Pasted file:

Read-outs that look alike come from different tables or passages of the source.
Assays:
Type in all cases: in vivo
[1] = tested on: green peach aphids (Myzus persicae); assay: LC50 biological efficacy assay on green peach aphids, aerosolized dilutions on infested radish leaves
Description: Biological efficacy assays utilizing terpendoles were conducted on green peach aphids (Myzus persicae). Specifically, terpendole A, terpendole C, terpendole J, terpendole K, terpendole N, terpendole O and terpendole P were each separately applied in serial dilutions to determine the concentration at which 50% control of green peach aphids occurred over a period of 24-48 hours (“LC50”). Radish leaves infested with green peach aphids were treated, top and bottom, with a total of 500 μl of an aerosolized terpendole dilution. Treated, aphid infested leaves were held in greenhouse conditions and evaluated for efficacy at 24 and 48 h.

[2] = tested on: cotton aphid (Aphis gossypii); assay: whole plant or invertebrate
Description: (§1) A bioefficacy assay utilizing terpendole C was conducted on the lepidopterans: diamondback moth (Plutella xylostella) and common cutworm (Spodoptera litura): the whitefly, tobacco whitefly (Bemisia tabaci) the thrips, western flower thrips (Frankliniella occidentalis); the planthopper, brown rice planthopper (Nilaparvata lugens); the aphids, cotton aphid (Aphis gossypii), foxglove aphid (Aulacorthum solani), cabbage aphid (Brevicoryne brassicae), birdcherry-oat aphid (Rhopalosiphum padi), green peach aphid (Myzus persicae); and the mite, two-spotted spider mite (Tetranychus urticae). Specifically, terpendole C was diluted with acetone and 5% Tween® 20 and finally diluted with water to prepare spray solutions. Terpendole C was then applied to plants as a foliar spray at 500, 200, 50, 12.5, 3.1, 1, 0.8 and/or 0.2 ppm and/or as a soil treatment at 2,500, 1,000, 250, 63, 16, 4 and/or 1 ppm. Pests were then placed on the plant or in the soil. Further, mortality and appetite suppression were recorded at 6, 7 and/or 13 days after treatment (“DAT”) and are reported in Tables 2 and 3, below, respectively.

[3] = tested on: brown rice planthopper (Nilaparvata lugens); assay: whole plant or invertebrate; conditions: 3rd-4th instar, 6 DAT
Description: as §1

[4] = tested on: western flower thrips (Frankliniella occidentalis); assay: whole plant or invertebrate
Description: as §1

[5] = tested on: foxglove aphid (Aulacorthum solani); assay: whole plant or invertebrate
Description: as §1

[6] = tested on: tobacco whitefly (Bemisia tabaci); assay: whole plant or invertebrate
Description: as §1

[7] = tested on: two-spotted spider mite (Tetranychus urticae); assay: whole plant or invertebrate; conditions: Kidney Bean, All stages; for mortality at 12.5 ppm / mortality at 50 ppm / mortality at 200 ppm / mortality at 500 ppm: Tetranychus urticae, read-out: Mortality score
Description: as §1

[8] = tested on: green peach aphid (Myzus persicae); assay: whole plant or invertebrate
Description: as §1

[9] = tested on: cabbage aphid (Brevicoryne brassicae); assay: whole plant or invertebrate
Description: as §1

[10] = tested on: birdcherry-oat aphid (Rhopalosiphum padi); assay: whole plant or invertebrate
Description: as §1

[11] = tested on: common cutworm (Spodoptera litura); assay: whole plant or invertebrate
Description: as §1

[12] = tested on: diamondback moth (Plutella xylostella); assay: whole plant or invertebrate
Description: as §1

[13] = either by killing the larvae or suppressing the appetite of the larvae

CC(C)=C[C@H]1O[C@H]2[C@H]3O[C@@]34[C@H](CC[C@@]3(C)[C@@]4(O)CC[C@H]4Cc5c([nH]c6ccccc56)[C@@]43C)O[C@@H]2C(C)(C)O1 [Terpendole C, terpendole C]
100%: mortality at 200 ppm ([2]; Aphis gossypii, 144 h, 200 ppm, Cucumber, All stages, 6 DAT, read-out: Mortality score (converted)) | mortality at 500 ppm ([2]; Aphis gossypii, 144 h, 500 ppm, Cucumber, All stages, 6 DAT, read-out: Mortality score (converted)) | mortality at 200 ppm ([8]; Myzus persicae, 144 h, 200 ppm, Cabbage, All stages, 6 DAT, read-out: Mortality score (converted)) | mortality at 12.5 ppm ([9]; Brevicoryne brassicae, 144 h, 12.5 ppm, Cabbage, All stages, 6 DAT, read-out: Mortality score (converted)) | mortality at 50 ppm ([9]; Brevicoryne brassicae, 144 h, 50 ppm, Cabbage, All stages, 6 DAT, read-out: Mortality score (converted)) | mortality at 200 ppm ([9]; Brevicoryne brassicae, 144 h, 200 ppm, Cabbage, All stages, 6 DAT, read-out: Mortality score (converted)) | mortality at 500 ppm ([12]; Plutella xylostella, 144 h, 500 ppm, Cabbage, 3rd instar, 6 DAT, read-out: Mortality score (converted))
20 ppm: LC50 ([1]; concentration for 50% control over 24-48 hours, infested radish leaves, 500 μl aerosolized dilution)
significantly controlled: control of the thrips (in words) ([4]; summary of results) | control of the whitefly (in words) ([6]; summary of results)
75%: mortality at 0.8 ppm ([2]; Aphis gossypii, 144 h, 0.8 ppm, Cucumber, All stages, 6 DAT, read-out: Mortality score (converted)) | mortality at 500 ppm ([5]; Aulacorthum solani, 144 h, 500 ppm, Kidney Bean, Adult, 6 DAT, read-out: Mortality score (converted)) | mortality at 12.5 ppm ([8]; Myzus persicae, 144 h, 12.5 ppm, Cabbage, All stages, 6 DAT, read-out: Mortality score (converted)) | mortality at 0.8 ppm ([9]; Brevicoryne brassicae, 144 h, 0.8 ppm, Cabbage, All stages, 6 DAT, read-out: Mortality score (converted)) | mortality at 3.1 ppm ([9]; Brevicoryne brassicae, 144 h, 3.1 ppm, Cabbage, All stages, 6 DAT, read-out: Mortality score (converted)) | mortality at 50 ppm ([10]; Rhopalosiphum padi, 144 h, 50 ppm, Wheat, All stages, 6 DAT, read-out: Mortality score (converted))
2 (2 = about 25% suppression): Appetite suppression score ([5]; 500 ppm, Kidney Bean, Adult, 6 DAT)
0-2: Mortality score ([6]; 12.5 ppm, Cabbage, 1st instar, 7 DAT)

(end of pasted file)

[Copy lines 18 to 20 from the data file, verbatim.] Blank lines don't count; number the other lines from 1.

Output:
[8] = tested on: green peach aphid (Myzus persicae); assay: whole plant or invertebrate
Description: as §1

[9] = tested on: cabbage aphid (Brevicoryne brassicae); assay: whole plant or invertebrate